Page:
Who decides what is art?
The artist, only the artist.

What do we do with our art?
For many of us we LIBERATE it.

How, you ask?
We participate in Kat Sloma’s Liberate Your Art postcard swap.

What is that?
We create a piece of art and take a picture of it; or the picture might be the art, as in my case. Then we turn our pictures into postcards, mail them to Kat, and she sorts them and mails them out across the world.

How much art is swapped?
This year there were:
1050 pieces of art liberated
175 artists participating
12 countries represented

Pretty cool! Huh?

This is the sixth postcard swap I’ve participated in. During this time each year, getting the mail is the highlight of my day! Below is the postcard I created. My art is photography which is how I express myself. Over the past year I’ve begun to seriously journal, to put down on paper my thoughts and my memories. I have three journals; my everyday life, my memories, and my Bible study. I said all that so you will know why the postcard I send means something special to me.

I received a wonderful set of postcards this year. You may notice some white streaks and ink marks, those were added by the post office. Machines aren’t particularly careful with art! As part of the fun, we're asked to "pose" our cards somewhere in their new home. That's always a fun part for me, finding something that will compliment them.

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Postcard #1 is from Jacque who lies in Oregon. Jacque is a wonderful photographer who shares my passion for nature. Getting her art in the mail brightened my whole day. Jacque has a wonderful inspiring website  you need to visit. Thank you, Jacque!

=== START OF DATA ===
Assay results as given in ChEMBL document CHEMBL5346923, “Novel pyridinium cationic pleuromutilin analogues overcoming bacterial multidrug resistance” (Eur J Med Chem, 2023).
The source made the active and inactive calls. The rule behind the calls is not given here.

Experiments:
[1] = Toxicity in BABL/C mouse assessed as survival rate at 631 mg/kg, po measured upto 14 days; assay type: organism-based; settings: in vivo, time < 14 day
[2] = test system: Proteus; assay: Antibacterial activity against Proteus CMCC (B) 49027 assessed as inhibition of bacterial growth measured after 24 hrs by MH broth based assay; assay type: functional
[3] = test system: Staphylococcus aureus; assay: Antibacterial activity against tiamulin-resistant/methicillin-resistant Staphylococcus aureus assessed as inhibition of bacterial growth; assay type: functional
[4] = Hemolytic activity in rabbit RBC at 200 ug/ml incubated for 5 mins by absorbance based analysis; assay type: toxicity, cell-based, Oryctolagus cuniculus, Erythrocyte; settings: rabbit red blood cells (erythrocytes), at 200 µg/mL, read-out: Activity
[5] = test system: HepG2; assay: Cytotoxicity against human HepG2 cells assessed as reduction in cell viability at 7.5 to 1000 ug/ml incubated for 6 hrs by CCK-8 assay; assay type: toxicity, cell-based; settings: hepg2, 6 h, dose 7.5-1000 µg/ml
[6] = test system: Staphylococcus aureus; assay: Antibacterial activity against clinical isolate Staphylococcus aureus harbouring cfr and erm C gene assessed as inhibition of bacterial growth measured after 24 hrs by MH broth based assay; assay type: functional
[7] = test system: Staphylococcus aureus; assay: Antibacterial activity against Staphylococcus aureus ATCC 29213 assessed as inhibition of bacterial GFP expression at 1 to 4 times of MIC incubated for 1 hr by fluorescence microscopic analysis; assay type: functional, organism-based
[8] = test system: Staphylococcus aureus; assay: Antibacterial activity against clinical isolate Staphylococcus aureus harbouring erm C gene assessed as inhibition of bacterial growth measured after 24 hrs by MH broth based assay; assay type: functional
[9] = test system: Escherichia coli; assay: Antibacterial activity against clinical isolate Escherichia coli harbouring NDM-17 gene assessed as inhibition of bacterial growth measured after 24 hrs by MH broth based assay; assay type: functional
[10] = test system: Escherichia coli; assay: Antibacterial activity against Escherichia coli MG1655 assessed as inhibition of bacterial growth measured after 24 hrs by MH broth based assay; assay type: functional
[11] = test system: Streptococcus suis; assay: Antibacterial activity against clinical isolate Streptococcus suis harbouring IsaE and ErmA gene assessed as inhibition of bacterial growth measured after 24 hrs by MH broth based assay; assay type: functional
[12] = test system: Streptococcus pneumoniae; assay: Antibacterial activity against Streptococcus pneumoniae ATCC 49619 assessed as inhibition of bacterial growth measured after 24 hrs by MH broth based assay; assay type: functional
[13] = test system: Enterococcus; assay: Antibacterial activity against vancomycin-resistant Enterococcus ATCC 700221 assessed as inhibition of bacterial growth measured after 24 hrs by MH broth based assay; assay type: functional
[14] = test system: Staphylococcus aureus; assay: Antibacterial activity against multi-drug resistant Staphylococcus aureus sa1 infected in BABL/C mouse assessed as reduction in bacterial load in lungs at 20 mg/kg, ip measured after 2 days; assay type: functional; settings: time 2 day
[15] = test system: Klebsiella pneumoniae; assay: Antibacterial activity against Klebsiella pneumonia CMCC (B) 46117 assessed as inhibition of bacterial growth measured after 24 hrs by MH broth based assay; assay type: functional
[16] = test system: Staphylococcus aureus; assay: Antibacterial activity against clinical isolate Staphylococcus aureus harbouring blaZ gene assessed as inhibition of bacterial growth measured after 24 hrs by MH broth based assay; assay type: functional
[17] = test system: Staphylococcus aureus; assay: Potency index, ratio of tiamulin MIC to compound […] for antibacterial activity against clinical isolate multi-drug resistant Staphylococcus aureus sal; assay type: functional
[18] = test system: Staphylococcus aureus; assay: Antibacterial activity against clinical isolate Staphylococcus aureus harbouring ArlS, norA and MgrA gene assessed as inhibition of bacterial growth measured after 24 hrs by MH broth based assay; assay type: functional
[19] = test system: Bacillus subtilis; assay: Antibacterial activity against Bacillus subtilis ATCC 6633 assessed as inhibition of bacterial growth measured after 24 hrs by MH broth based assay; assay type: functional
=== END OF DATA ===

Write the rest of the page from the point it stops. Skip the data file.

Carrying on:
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Postcard #2 is from Lesa. She describes her work as encaustic piece, created with hot wax. It’s beautiful I would love to see the actual piece and see how it's created. Thank you, Lesa!

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Postcard #3 is from Mary Ann who lives in Idaho. Mary Ann’s art is full of the beauty of nature. Looking closely I see a tree trunk, the sun, flowers, a fern, and the earth. Thank you, Mary Ann!

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Postcard #4 is from Judy who lives in Montana. Judy created a digital mandala from one of her pictures. Her work fascinates me. Her website is a real treat to the eyes! Thank you, Judy!

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Postcard #5 is from Rosie who lives in Germany. I’m always excited to get a postcard from another country. Rosie’s card is a wonderful multimedia piece reminding me of the importance to be creative. Visit Rosie at her blog and see what else she does. Thank you, Rosie!

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Our 6th postcard is from Kat, the incredible founder of this art swap. She sent us one of her lovely creations called “Gatekeeper.” Kat creates the most stunning pieces of art with her camera or her IPhone. Thank you, thank you, thank you, Kat, for all your hard work and many thanks to the volunteers that help her during the swap.

I strongly encourage you to visit Kat’s blog and see the video she put together of this year’s art. The talent within this groups is amazing. The art work is breathtaking. If you’re interested in participating next year, sign up for Kat’s newsletter. She’ll send all the information when it’s time next year for Liberate Your Art 2017.

Well, now it's back to normal and the mail is not much fun anymore!!

Monday, April 11, 2016

Pollen Count

"Spring is in the air!" 
Literally in the air.
I'm not kidding.
It is most certainly in the air.

The mighty winds are blowing through the pines and oaks.
Large clouds of yellow float across the sky.
The air is full of pollen.

The flowers and everything else are covered with a blanket of yellow.

Of course, the bees don't mind.
Seems the pollen doesn't make them sneeze!
At least I've never heard a bee sneeze!
This big bee was quite happy covered in pollen from his head to his "toes!"

Spring in Arkansas is not the best time to take macro photographs of flowers. You have to deal with the pollen. You can try to brush it away, but most likely you'll sneeze! 

As irritating as pollen is, without it a flower cannot reproduce. Without reproduction new flowers would not grow and then we wouldn't have lovely gardens filled with flowers to take pictures of.

So, hang in there!
Carry your box of tissues,
Take your allergy medicine.
Wear a mask.